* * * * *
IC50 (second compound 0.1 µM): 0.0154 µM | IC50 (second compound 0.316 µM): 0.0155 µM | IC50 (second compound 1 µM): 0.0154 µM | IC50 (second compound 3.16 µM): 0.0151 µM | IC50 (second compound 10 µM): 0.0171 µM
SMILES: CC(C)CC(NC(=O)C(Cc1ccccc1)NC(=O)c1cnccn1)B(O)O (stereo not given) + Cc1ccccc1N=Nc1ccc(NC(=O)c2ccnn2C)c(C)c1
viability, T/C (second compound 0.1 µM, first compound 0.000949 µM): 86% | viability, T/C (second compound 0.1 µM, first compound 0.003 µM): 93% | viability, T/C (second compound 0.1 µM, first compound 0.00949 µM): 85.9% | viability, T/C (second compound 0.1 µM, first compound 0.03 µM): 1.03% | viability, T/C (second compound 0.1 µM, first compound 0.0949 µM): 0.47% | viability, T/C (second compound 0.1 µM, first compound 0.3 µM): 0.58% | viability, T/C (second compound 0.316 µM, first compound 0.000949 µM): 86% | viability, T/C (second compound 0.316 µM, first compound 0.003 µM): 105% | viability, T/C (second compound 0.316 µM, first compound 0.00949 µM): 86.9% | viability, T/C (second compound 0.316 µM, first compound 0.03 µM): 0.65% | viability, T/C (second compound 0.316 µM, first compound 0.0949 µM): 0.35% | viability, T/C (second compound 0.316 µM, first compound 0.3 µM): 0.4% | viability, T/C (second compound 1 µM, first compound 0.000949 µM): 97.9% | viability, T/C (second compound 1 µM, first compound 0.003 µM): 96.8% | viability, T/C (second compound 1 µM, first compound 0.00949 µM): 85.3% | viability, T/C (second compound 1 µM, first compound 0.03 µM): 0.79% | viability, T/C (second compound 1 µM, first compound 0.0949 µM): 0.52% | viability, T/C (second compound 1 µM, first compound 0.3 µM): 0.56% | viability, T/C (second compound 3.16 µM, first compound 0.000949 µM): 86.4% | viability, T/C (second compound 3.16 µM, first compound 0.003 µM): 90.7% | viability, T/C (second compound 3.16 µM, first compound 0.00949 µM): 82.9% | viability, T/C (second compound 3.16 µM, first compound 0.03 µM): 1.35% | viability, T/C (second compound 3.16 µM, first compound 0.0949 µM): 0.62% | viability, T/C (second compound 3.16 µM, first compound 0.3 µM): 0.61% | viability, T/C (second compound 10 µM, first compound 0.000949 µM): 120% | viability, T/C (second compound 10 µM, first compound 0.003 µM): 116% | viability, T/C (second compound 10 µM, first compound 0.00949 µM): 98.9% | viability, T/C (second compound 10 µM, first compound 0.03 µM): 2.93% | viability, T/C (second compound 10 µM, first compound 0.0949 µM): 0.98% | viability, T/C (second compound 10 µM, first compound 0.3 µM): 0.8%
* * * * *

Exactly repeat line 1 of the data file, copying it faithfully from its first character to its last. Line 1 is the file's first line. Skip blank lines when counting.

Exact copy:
IC50 (second compound 0.1 µM): 0.0154 µM | IC50 (second compound 0.316 µM): 0.0155 µM | IC50 (second compound 1 µM): 0.0154 µM | IC50 (second compound 3.16 µM): 0.0151 µM | IC50 (second compound 10 µM): 0.0171 µM